The summer season is from July through to September, with temperatures reaching up to 95°F (35°C) on some days. The humidity can be hard to deal with, but if you don’t mind the heat you will at least have fewer tourist crowds around (and prices for accommodations are cheaper).
How to Stay Safe in Hanoi
Hanoi, although chaotic, is a safe place to backpack and travel – even if you’re traveling solo or even as a solo female traveler. Violent crime against travelers is very rare.
The thing you really need to look out for here are scams and theft. When you’re in crowded places, keep your purse/wallet close and be mindful of the activity around you.
Be sure to always count your change. The bills here are similar looking, so sometimes people will “mistakenly” give you the wrong change hoping you won’t notice that the 200,000 VND bill you just got is actually only 20,000. Always count your change here!
Other people will add extra zeros to a bill and insist that this is the final price you agreed on. Don’t back down, and be firm about your agreed price.
Most people are really just going to try to nickel and dime you and try to get you to spend extra money since they know, as a tourist, you have more than they do. Just keep an eye out.
(Worried about travel scams? Read about these travel scams and make sure you don’t fall for any!)
Always trust your gut instinct. If a taxi driver seems shady, stop the cab and get out. If your hotel is seedier than you thought, get out of there. Make copies of your personal documents, including your passport and ID.
If you don’t do it at home, don’t do it when you’re in Hanoi. Follow that rule and you’ll be fine.
The most important piece of safety advice I can offer is to purchase good travel insurance. Travel insurance will protect you against illness, injury, theft, and cancellations. It’s comprehensive protection in case anything goes wrong. I never go on a trip without it as I’ve had to use it many times in the past. You can use the widget below to find the policy right for you:
Hanoi Travel Guide: The Best Booking Resources
These are my favorite companies to use when I travel. They consistently have the best deals, offer world-class customer service and great value, and overall, are better than their competitors. They are the companies I use the most and are always the starting point in my search for travel deals.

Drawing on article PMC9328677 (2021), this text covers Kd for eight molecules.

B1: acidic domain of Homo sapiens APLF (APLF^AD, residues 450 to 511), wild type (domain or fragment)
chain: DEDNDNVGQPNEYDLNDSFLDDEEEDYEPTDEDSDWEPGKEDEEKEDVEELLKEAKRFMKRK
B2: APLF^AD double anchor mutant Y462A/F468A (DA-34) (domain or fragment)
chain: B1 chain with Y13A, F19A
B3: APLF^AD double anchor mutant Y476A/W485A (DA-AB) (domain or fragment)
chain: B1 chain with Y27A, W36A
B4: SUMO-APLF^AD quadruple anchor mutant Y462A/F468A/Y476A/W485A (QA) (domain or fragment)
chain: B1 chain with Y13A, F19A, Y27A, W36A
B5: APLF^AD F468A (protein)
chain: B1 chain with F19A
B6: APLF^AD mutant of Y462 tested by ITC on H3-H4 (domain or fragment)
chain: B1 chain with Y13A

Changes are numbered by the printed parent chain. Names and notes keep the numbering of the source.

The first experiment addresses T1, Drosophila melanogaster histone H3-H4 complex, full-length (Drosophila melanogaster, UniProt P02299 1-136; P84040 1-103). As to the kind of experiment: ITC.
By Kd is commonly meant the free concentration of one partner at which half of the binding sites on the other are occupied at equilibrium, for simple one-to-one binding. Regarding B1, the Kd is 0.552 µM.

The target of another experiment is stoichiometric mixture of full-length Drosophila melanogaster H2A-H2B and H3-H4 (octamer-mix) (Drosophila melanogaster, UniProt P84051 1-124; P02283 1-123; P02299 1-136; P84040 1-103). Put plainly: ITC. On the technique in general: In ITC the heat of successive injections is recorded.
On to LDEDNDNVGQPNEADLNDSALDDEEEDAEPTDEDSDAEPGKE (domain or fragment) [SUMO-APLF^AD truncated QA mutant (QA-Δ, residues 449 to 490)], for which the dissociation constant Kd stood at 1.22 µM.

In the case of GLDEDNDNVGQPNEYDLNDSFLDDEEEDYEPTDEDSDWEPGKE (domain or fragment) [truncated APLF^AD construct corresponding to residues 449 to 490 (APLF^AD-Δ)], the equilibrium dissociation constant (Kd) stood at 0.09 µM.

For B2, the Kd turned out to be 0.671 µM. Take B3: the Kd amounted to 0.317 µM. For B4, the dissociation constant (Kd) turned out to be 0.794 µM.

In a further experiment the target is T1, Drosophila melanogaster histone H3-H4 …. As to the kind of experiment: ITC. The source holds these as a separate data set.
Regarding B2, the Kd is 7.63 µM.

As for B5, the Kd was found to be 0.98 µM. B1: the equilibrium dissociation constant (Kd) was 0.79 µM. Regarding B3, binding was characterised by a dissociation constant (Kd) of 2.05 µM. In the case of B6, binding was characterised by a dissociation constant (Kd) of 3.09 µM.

- Skyscanner – Skyscanner is my favorite flight search engine. They search small websites and budget airlines that larger search sites tend to miss. They are hands down the number one place to start.
- Hostelworld – This is the best hostel accommodation site out there with the largest inventory, best search interface, and widest availability.
- Agoda – Other than Hostelworld, Agoda is the best hotel accommodation site for Asia.
- Booking.com – The best all around booking site that constantly provides the cheapest and lowest rates. They have the widest selection of budget accommodation. In all my tests, they’ve always had the cheapest rates out of all the booking websites.
- Intrepid Travel – If you want to do group tours, go with Intrepid. They offer good small group tours that use local operators and leave a small environmental footprint. And, as a reader of this site, you’ll get exclusive discounts with them too!
- Get Your Guide – Get Your Guide is a huge online marketplace for tours and excursions. They have tons of tour options available in cities all around the world, including everything from cooking classes, walking tours, street art lessons, and more!
- SafetyWing – Safety Wing offers convenient and affordable plans tailored to digital nomads and long-term travelers. They have cheap monthly plans, great customer service, and an easy-to-use claims process that makes it perfect for those on the road.
Hanoi Gear and Packing Guide
If you’re heading on the road and need some gear suggestions, here are my tips for the best travel backpack and for what to pack!
The Best Backpack for Travelers
Straps: Thick and cushy with compression technology that pulls the pack’s load up and inwards so it doesn’t feel as heavy.
Features: Removable top lid, pocket at the front, hydration compatible, contoured hip belt